Why did we do this?
Millions of people in the UK give significant amounts of time and resources to help others. Unfortunately, the number of these people is declining. In the 12 months leading up to the launch of the project, household giving plummeted by 30 per cent. Charities and volunteer groups were working with scarce resources and finding it increasingly hard to attract support and funding.
Despite this, there was a huge amount of creativity and innovation being focused on how to increase giving, driven in part by the imaginative use of digital technologies and the reinvention of ideas of sharing and reciprocity. Giving helps to build communities and lessens the impact of some of society’s biggest problems. People who give also tend to live longer, happier, healthier lives.
What did we do?
Through a £10m fund from the Cabinet Office, Nesta began working on ways to increase the numbers of people who give.
We set out to find and support the most exciting innovators; to help them bring their ideas to life; and to help the most promising ideas and organisations grow their impact and reach many more people. We also aimed to encourage established charities and public services to embrace these new ways of giving.
What this means in practice
- Through two open calls, we conducted a nationwide search for the best and most radical ideas for new ways to support and encourage giving, reviewing almost 1,000 ideas, interviewing well over 100 teams of innovators and ultimately awarding grants and non-financial support to 56 innovations.
- In a bid to engage more charities with new innovations in giving, Nesta set up The Open Innovation Programme, which engaged with 60 established charities with national reach to test their appetite to source ideas from beyond their organisational boundaries. In December 2012, we selected ten charities to find, adopt and scale innovations in giving that showed the potential to solve some of their biggest challenges.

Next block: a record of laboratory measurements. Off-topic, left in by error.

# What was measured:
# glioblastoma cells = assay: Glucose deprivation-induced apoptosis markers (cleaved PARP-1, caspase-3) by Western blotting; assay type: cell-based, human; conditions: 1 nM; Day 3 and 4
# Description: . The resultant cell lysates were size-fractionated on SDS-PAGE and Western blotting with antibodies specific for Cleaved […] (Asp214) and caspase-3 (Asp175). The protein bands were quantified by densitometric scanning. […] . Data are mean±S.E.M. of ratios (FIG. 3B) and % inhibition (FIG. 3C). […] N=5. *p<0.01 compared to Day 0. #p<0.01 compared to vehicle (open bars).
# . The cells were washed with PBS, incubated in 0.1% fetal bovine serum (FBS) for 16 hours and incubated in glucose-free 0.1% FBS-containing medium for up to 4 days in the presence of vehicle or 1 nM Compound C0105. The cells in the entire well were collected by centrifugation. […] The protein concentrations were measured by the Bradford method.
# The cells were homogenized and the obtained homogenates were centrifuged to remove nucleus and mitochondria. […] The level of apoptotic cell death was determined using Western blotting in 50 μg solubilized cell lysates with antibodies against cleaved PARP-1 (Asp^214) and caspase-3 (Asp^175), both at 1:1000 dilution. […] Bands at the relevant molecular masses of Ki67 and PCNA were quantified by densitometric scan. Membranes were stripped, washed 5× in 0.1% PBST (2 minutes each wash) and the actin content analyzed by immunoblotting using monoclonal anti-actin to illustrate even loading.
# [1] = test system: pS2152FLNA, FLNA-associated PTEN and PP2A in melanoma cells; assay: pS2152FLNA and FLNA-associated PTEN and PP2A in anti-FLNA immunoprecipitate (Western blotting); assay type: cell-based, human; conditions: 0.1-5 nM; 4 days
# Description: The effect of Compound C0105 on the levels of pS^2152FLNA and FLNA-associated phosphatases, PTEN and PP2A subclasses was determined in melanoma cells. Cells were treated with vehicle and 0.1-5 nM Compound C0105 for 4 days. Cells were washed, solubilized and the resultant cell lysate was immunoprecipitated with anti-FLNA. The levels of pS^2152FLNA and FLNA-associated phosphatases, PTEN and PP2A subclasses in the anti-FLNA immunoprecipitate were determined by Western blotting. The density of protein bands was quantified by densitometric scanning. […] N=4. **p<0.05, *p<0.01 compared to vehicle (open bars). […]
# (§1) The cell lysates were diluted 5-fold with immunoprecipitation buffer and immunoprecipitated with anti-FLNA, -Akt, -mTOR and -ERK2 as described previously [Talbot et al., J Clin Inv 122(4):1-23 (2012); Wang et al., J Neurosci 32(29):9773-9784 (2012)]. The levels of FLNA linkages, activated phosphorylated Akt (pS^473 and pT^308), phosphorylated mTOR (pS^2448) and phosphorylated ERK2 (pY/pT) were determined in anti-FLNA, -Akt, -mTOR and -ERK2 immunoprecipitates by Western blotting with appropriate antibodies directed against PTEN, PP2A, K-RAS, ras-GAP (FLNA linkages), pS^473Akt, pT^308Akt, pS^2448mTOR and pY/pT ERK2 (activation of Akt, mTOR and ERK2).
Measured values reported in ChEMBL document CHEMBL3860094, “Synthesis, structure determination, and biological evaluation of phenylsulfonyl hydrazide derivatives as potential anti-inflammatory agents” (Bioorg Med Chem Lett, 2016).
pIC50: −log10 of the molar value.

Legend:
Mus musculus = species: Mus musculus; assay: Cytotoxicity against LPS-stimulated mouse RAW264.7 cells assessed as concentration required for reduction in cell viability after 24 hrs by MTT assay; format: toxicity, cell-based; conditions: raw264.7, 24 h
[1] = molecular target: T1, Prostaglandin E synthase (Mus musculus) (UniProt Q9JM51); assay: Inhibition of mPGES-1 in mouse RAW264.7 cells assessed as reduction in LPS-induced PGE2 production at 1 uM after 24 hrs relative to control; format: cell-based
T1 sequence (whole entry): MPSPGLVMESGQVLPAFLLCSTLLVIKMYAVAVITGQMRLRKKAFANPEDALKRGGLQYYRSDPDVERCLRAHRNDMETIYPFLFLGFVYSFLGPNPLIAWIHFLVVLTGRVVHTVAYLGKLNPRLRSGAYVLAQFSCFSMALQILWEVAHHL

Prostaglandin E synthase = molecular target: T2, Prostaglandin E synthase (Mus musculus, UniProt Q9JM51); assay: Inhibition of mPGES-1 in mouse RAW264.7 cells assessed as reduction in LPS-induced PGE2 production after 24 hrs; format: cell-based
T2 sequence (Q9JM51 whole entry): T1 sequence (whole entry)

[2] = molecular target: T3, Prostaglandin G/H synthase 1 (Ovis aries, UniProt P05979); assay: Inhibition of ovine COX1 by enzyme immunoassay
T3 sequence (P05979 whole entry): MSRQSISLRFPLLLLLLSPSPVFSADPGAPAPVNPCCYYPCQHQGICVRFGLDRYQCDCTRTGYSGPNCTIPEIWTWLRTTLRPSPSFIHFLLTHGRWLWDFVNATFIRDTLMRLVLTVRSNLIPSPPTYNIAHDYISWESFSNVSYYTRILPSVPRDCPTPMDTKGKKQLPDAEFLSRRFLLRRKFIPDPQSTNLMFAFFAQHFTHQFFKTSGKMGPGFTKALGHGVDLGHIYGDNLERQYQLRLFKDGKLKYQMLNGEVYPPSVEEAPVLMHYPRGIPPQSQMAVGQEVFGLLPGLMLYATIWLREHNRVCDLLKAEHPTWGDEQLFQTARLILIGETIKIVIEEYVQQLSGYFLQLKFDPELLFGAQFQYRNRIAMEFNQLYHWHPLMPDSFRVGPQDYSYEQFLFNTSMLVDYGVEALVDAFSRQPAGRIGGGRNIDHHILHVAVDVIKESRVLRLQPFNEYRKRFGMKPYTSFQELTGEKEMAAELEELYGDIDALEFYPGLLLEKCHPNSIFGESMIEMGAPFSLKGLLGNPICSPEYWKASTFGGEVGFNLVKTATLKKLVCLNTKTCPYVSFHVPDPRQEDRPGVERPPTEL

- As part of the fund, in early 2013 Nesta launched the Volunteer Centre Programme. We engaged with 90 local infrastructure organisations through regional events and ultimately selected eight for intensive support to develop their ideas and to encourage them to think about innovation as a deliberate strategy for increasing the impact of their work.
- In February 2013, we launched our work to support impact volunteering in hospitals with a partnership with King’s College Hospital to dramatically expand their ‘King’s Volunteers’ model within the hospital, and a new initiative to support patients once back at home.
- Over the course of the Innovation in Giving Fund, the organisations we backed engaged 225,402 volunteers and raised £5,583,312 in donations.
- Some of the most interesting, fresh and creative ideas we supported came from beyond the charitable sector from areas such as the digital social entrepreneur space.
- Initial seed funding is key to supporting innovation intelligently.
- Technology has the power to transform how people give, but we need to invest in and support innovations in order to make the most of this rapidly evolving sector.
- Crowdfunding is a growing area of technology that has a great deal of potential, allowing givers to become investors in the things they support.
- Digital innovations also have the power to allow organisations to target givers like never before, for instance in the same way the advertising industry does.
- While sharing and lending are clearly already happening, technology has the potential to amplify the peer–to–peer sharing of time, skills and resources.
Read the full report for more information.